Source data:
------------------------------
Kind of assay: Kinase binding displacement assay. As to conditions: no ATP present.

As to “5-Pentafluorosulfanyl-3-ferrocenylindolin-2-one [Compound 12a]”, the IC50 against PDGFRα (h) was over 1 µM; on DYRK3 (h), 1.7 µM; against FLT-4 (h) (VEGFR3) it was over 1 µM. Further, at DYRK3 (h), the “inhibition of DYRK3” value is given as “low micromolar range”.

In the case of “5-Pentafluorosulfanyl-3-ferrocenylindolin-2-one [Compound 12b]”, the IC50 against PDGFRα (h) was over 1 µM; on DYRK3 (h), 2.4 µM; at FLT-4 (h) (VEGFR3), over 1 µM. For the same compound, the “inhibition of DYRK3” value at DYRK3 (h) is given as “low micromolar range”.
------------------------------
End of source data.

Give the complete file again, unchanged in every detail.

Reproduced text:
Kind of assay: Kinase binding displacement assay. As to conditions: no ATP present.

As to “5-Pentafluorosulfanyl-3-ferrocenylindolin-2-one [Compound 12a]”, the IC50 against PDGFRα (h) was over 1 µM; on DYRK3 (h), 1.7 µM; against FLT-4 (h) (VEGFR3) it was over 1 µM. Further, at DYRK3 (h), the “inhibition of DYRK3” value is given as “low micromolar range”.

In the case of “5-Pentafluorosulfanyl-3-ferrocenylindolin-2-one [Compound 12b]”, the IC50 against PDGFRα (h) was over 1 µM; on DYRK3 (h), 2.4 µM; at FLT-4 (h) (VEGFR3), over 1 µM. For the same compound, the “inhibition of DYRK3” value at DYRK3 (h) is given as “low micromolar range”.